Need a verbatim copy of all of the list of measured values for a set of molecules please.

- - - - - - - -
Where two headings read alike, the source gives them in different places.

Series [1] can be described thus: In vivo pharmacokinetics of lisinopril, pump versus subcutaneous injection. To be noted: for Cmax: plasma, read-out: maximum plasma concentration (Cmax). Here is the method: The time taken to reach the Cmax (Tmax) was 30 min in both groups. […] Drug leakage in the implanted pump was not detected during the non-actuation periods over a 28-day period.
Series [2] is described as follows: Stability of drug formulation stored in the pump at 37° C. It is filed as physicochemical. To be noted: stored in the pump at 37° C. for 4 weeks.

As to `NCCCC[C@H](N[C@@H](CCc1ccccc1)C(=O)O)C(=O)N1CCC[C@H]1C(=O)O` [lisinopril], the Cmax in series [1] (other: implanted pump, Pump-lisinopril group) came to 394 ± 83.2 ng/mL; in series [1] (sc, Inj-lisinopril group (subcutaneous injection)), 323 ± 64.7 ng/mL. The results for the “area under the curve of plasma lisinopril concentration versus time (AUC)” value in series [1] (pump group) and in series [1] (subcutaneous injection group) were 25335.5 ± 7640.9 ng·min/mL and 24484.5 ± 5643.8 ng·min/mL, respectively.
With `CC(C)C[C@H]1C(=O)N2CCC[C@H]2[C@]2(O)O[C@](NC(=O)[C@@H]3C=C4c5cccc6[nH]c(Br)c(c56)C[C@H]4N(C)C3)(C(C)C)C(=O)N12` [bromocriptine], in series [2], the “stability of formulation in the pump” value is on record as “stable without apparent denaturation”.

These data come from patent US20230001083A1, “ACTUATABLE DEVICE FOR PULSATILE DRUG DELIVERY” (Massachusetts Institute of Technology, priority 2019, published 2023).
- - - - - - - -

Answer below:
Where two headings read alike, the source gives them in different places.

Series [1] can be described thus: In vivo pharmacokinetics of lisinopril, pump versus subcutaneous injection. To be noted: for Cmax: plasma, read-out: maximum plasma concentration (Cmax). Here is the method: The time taken to reach the Cmax (Tmax) was 30 min in both groups. […] Drug leakage in the implanted pump was not detected during the non-actuation periods over a 28-day period.
Series [2] is described as follows: Stability of drug formulation stored in the pump at 37° C. It is filed as physicochemical. To be noted: stored in the pump at 37° C. for 4 weeks.

As to `NCCCC[C@H](N[C@@H](CCc1ccccc1)C(=O)O)C(=O)N1CCC[C@H]1C(=O)O` [lisinopril], the Cmax in series [1] (other: implanted pump, Pump-lisinopril group) came to 394 ± 83.2 ng/mL; in series [1] (sc, Inj-lisinopril group (subcutaneous injection)), 323 ± 64.7 ng/mL. The results for the “area under the curve of plasma lisinopril concentration versus time (AUC)” value in series [1] (pump group) and in series [1] (subcutaneous injection group) were 25335.5 ± 7640.9 ng·min/mL and 24484.5 ± 5643.8 ng·min/mL, respectively.
With `CC(C)C[C@H]1C(=O)N2CCC[C@H]2[C@]2(O)O[C@](NC(=O)[C@@H]3C=C4c5cccc6[nH]c(Br)c(c56)C[C@H]4N(C)C3)(C(C)C)C(=O)N12` [bromocriptine], in series [2], the “stability of formulation in the pump” value is on record as “stable without apparent denaturation”.

These data come from patent US20230001083A1, “ACTUATABLE DEVICE FOR PULSATILE DRUG DELIVERY” (Massachusetts Institute of Technology, priority 2019, published 2023).